The future will be different
By Andy Walker
As far as Kim McConnell is concerned, agriculture has a record of success on the national and international scene that is comparable to hockey.
That fact poses a major question for the marketing and the communications guru—why don’t Canadians get excited about agriculture the way they do for their on-ice heroes. He told the recent Agri-Insight conference one reason has been the failure of the industry to tell its own story.
The founder and former CEO of AdFarm said if agriculture does not toot its own horn, others will step in to fill the vacuum—often with an agenda that is at odds with the industry. He told the meeting “this is not your grandfather’s industry—look at the size and the amount of dollars involved—this is a big business, big dollars industry.”
That is why leadership at the producer and processor level is so important, adding there are a number of what he called ‘game changers’ that are now coming into play. Those include an aging population, consumers demanding smaller portion sizes, an increase in the number of women in the industry and the arrival of the first generation of ‘Internet kids’ into positions of leadership.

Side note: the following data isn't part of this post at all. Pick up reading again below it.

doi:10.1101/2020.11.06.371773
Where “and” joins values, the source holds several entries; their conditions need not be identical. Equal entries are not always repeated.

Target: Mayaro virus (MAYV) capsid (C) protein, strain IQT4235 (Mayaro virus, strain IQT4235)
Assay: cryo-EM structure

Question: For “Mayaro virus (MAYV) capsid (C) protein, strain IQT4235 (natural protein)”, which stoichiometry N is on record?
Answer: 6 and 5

‘Make no mistake, the next generation will change this industry,” he told the meeting. “They think differently and they act differently.”
He said technology will also create major changes. As well, today’s industry must deal with changing demographics—the population is aging and becoming more ethnically diverse. Statistics Canada recently revealed the number of people who expect to retire within the next five to seven years now exceeds the number of people who will be entering the work force during the same period. As well, 45 per cent of the population of Toronto was not born in Canada—an all time high.
“The question we must now ask ourselves as an industry is ‘are we living up to our potential,” he told the meeting. “Now more than ever and we have to innovate or die.”
McConnell said it is vital all sectors of the food industry work together to develop a single, strategic plan to face the future. He added “these are changing times—we have to be ready for a downturn and we have to be prepared to manage both a downturn and an upside.”